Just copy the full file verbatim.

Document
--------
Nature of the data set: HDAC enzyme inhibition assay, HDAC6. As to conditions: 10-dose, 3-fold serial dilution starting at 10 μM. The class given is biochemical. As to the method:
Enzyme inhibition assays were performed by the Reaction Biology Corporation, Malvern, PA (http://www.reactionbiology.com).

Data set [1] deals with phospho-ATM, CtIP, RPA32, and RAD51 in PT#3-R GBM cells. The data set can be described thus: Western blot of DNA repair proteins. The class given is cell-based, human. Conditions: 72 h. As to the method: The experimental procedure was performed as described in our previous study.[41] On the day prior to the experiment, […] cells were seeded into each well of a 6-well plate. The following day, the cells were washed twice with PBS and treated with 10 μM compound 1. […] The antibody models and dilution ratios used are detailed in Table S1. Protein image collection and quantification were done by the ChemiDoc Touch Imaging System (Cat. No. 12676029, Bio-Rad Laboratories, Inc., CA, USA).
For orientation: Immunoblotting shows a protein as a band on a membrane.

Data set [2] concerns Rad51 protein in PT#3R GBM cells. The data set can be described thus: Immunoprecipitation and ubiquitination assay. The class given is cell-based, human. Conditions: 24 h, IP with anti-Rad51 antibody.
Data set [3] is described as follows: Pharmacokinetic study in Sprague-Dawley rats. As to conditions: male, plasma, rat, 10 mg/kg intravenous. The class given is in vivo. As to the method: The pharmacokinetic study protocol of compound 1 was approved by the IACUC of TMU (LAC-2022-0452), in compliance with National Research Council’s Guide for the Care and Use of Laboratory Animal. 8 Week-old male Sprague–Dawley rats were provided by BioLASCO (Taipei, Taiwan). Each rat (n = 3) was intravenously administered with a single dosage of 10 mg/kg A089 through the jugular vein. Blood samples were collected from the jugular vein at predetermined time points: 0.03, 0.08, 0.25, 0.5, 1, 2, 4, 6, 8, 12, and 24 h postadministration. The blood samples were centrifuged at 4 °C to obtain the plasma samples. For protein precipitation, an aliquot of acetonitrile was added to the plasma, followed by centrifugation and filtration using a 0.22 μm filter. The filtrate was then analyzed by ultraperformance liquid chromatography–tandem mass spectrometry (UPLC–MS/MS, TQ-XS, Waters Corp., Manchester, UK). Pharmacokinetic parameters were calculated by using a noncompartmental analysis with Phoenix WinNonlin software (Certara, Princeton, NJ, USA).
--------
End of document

Nature of the data set: HDAC enzyme inhibition assay, HDAC6. As to conditions: 10-dose, 3-fold serial dilution starting at 10 μM. The class given is biochemical. As to the method:
Enzyme inhibition assays were performed by the Reaction Biology Corporation, Malvern, PA (http://www.reactionbiology.com).

Data set [1] deals with phospho-ATM, CtIP, RPA32, and RAD51 in PT#3-R GBM cells. The data set can be described thus: Western blot of DNA repair proteins. The class given is cell-based, human. Conditions: 72 h. As to the method: The experimental procedure was performed as described in our previous study.[41] On the day prior to the experiment, […] cells were seeded into each well of a 6-well plate. The following day, the cells were washed twice with PBS and treated with 10 μM compound 1. […] The antibody models and dilution ratios used are detailed in Table S1. Protein image collection and quantification were done by the ChemiDoc Touch Imaging System (Cat. No. 12676029, Bio-Rad Laboratories, Inc., CA, USA).
For orientation: Immunoblotting shows a protein as a band on a membrane.

Data set [2] concerns Rad51 protein in PT#3R GBM cells. The data set can be described thus: Immunoprecipitation and ubiquitination assay. The class given is cell-based, human. Conditions: 24 h, IP with anti-Rad51 antibody.
Data set [3] is described as follows: Pharmacokinetic study in Sprague-Dawley rats. As to conditions: male, plasma, rat, 10 mg/kg intravenous. The class given is in vivo. As to the method: The pharmacokinetic study protocol of compound 1 was approved by the IACUC of TMU (LAC-2022-0452), in compliance with National Research Council’s Guide for the Care and Use of Laboratory Animal. 8 Week-old male Sprague–Dawley rats were provided by BioLASCO (Taipei, Taiwan). Each rat (n = 3) was intravenously administered with a single dosage of 10 mg/kg A089 through the jugular vein. Blood samples were collected from the jugular vein at predetermined time points: 0.03, 0.08, 0.25, 0.5, 1, 2, 4, 6, 8, 12, and 24 h postadministration. The blood samples were centrifuged at 4 °C to obtain the plasma samples. For protein precipitation, an aliquot of acetonitrile was added to the plasma, followed by centrifugation and filtration using a 0.22 μm filter. The filtrate was then analyzed by ultraperformance liquid chromatography–tandem mass spectrometry (UPLC–MS/MS, TQ-XS, Waters Corp., Manchester, UK). Pharmacokinetic parameters were calculated by using a noncompartmental analysis with Phoenix WinNonlin software (Certara, Princeton, NJ, USA).